Brief Introduction to Computer System Architecture

App Inventor is a “high level” programming language. That means we create programs without having to know about the underlying operating system or hardware components of our device. The software engineers that create operating system software are “low level” programmers who must be familiar with the details of the hardware.

To understand the SPECTRE and MELTDOWN exploits, we need to have a basic understanding of computer systems – particularly the CPU or processor – and how it operates.

This video is a high level, simplified introduction to the basic elements of a computer system. I emphasize “simplified”! I have an Intel processor manual from a couple of years ago that has over 3,400 pages!

A future video will look at how high level programs are converted into “machine instructions” that are processed by the CPU. After that, we will look at how SPECTRE works to read memory that should be protected.

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In the above video, I did not define “RAM” memory and what it means. RAM means “Random Access Memory”. A typical modern PC has 8 to 16 gigabytes of RAM memory. Many smart phones have 4 to 6 gigabytes of RAM memory. While both RAM and FLASH are types of memory, they are not the same thing.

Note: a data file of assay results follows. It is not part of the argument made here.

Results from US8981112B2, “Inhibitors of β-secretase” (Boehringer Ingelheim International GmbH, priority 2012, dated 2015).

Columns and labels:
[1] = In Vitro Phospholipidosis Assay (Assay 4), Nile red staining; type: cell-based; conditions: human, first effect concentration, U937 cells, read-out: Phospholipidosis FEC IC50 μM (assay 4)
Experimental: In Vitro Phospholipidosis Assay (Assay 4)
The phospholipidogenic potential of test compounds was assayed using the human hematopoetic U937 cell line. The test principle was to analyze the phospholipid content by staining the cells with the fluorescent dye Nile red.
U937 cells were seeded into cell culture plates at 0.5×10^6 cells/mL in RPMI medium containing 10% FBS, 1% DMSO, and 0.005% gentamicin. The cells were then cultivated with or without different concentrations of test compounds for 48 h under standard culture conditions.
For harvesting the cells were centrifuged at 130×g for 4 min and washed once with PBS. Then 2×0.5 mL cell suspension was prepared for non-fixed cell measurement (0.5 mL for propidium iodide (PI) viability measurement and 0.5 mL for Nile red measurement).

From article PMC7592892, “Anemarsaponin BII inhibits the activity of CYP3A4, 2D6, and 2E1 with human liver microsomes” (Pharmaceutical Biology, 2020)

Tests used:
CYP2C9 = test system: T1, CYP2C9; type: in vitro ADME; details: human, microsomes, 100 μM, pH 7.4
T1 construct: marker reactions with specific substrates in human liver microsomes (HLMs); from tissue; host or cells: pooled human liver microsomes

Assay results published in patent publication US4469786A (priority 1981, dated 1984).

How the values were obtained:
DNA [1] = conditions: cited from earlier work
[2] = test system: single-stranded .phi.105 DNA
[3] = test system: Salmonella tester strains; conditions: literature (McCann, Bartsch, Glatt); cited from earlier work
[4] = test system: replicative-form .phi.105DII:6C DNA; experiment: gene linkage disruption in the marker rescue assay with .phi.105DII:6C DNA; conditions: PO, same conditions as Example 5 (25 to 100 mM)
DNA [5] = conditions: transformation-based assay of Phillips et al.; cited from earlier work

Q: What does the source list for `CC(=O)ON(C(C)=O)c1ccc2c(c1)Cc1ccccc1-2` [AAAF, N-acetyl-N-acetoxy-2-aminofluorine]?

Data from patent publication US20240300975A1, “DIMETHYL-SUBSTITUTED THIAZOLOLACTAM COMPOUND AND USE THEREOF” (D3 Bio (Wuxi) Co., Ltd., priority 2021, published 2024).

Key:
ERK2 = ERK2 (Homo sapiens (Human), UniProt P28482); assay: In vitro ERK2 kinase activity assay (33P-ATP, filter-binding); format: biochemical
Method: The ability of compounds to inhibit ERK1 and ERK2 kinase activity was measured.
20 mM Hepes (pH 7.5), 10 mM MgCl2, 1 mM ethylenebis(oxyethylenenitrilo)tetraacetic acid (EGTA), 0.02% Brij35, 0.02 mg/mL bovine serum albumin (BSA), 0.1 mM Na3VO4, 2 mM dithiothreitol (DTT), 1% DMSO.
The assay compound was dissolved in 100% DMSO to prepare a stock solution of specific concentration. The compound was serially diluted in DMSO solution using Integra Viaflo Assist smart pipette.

This short video introduces types of memory used in computers, smart phones and electronic devices including ROM, PROM, EPROM, EEPROM, FLASH, RAM (both DRAM and SRAM), and a brief history of the now very old “magnetic core” memory.

The major difference between ROM, PROM, EPROM, EEPROM/FLASH is that these memories retain their stored values even if power is turned off.

RAM memory, however, loses its content if power is turned off. Some times a battery backup unit is attached to RAM to keep the memory “alive” even if the overall system power is turned off. RAM memory is otherwise fast to use and has become remarkably inexpensive.

“DRAM” means “dynamic RAM” and “SRAM” means “static RAM”.

Most of our devices use DRAM because it is cheaper and each bit takes up less circuit space (than SRAM) so more memory can be packed into a smaller space. The reason it is called “dynamic” RAM is because the memory must be continuously refreshed. Each bit is stored as a tiny capacitive charge. Because the charge slowly bleeds off, the charge must be periodically refreshed – if not, the values stored in memory will gradually fade away (so to speak).

A special circuit continuously reads and then rewrites each bit so that the charge stored at each bit location is refreshed and does not fade away.

 

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